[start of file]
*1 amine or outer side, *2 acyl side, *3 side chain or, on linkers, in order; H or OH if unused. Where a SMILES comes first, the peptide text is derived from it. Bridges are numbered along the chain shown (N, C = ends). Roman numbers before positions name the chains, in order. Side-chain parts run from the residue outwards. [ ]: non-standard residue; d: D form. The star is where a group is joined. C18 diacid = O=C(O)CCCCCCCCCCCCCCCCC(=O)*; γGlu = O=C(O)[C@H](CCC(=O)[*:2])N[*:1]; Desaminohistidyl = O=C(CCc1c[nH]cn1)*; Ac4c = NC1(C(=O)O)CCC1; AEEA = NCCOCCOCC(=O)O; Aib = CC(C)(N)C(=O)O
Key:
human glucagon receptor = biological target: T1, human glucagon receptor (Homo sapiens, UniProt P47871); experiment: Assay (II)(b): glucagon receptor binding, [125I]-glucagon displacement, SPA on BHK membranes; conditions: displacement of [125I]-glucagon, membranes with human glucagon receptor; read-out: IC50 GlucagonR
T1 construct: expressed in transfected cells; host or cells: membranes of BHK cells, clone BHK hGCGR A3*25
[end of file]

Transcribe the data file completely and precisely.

*1 amine or outer side, *2 acyl side, *3 side chain or, on linkers, in order; H or OH if unused. Where a SMILES comes first, the peptide text is derived from it. Bridges are numbered along the chain shown (N, C = ends). Roman numbers before positions name the chains, in order. Side-chain parts run from the residue outwards. [ ]: non-standard residue; d: D form. The star is where a group is joined. C18 diacid = O=C(O)CCCCCCCCCCCCCCCCC(=O)*; γGlu = O=C(O)[C@H](CCC(=O)[*:2])N[*:1]; Desaminohistidyl = O=C(CCc1c[nH]cn1)*; Ac4c = NC1(C(=O)O)CCC1; AEEA = NCCOCCOCC(=O)O; Aib = CC(C)(N)C(=O)O
Key:
human glucagon receptor = biological target: T1, human glucagon receptor (Homo sapiens, UniProt P47871); experiment: Assay (II)(b): glucagon receptor binding, [125I]-glucagon displacement, SPA on BHK membranes; conditions: displacement of [125I]-glucagon, membranes with human glucagon receptor; read-out: IC50 GlucagonR
T1 construct: expressed in transfected cells; host or cells: membranes of BHK cells, clone BHK hGCGR A3*25